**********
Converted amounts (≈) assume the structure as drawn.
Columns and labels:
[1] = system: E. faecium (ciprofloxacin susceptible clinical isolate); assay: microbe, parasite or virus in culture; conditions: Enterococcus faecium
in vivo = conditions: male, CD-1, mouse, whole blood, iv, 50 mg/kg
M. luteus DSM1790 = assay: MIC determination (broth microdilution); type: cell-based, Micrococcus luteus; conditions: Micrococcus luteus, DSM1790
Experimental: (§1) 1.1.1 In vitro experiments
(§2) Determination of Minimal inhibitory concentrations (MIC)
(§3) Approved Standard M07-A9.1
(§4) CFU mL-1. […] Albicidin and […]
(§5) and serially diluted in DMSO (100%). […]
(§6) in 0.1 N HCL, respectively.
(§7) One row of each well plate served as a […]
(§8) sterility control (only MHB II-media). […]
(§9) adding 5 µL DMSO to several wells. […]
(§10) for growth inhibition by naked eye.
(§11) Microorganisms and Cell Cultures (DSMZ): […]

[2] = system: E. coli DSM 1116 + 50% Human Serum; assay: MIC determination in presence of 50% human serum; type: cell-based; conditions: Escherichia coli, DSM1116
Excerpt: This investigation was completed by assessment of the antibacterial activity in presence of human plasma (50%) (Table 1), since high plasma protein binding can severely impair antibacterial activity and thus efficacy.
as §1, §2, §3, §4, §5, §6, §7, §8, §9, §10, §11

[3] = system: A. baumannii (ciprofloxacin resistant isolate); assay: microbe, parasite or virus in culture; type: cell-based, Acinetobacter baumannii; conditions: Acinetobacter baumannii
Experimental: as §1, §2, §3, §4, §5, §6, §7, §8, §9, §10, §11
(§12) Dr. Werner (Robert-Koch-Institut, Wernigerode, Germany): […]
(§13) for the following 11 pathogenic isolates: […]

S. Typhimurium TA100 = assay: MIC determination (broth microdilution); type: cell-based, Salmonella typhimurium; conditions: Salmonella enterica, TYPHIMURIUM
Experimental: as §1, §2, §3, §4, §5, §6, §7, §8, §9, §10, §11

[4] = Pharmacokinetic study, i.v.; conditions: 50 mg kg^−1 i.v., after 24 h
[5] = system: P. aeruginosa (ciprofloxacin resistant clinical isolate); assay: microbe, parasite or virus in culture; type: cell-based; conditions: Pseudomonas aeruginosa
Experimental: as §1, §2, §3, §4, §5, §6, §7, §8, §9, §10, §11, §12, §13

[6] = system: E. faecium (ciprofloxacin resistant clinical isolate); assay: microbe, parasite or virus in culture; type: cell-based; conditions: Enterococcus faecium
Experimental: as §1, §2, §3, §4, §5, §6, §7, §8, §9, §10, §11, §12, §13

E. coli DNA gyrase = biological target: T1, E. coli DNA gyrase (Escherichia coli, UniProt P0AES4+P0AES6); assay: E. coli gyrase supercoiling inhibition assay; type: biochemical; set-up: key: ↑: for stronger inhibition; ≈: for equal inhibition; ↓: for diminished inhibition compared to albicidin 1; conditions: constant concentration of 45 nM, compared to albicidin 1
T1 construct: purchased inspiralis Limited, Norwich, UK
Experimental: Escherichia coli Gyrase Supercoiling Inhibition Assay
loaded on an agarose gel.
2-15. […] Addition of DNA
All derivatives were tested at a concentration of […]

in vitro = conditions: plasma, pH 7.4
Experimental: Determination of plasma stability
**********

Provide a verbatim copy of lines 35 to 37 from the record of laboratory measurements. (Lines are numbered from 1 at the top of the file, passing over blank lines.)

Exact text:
2-15. […] Addition of DNA
All derivatives were tested at a concentration of […]

in vitro = conditions: plasma, pH 7.4